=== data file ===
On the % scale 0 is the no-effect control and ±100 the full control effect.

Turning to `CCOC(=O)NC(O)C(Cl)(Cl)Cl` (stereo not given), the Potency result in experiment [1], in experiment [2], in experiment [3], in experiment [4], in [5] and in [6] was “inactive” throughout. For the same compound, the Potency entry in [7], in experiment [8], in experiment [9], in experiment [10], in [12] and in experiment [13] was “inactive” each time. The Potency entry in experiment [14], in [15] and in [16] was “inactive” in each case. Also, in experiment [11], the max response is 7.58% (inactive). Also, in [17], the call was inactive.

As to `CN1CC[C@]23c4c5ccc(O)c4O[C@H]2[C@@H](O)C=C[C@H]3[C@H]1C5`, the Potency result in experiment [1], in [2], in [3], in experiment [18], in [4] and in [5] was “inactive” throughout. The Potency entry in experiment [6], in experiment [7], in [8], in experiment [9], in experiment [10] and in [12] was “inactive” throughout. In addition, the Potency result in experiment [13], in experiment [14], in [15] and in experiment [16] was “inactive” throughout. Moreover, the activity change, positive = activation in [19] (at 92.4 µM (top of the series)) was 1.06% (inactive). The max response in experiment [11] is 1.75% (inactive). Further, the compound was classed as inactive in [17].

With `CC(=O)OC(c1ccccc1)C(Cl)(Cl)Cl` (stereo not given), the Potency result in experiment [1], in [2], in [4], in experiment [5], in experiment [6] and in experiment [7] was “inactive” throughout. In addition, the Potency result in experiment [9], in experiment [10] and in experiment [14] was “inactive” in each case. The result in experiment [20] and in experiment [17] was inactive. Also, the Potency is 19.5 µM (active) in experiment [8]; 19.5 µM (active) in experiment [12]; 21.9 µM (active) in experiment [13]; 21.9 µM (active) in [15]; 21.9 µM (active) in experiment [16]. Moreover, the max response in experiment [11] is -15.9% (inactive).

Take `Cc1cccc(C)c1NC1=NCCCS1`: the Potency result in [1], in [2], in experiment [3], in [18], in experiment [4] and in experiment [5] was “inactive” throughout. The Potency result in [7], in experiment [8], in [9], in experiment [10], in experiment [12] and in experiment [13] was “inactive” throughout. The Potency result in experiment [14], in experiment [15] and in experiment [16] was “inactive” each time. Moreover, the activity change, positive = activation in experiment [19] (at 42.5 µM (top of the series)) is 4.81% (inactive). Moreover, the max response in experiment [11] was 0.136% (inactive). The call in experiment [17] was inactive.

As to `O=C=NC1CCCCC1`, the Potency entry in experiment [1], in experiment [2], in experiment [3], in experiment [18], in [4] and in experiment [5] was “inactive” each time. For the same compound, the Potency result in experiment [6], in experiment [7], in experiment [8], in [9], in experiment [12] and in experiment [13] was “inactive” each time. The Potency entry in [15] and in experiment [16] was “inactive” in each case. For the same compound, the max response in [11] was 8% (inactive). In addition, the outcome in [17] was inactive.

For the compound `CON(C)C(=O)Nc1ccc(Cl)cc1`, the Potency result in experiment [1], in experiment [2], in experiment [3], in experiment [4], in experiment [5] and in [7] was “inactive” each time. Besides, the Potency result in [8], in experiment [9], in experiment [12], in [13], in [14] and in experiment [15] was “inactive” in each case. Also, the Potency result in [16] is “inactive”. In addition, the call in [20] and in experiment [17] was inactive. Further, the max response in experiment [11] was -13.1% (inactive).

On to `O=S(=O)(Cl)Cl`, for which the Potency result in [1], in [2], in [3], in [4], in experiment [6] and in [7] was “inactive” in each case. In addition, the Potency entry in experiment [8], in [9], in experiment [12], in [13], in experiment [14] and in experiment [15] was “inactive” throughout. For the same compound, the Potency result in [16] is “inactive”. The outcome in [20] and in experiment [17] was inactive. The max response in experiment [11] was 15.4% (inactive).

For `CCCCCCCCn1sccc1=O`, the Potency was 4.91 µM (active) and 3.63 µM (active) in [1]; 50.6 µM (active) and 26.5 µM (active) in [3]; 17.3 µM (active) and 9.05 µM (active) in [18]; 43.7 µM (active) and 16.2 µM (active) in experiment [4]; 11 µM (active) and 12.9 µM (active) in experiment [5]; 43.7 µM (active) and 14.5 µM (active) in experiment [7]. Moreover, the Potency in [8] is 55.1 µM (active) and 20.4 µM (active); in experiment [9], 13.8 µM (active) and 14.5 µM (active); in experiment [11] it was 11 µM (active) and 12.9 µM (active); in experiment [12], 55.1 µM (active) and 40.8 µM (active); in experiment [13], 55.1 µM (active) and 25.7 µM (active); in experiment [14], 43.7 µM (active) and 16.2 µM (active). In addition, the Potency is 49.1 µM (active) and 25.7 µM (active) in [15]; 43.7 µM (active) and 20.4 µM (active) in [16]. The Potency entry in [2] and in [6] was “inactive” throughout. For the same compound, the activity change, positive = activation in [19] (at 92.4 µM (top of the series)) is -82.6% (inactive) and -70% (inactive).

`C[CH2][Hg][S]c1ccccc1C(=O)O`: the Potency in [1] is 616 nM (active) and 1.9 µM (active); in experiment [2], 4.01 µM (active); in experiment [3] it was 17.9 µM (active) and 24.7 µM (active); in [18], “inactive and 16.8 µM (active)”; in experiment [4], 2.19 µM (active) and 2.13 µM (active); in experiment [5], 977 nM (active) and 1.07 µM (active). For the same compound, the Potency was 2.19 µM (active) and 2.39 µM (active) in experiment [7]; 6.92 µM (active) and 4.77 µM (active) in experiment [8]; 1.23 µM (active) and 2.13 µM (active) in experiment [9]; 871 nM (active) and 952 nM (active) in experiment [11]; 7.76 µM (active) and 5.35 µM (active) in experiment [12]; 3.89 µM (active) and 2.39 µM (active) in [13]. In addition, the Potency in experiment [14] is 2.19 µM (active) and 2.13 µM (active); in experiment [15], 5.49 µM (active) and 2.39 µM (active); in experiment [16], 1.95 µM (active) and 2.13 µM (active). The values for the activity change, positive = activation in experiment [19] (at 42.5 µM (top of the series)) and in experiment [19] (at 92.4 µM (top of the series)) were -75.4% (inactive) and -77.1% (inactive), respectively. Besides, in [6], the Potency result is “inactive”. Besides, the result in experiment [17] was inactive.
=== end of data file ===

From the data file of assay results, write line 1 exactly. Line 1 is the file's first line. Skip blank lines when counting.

On the % scale 0 is the no-effect control and ±100 the full control effect.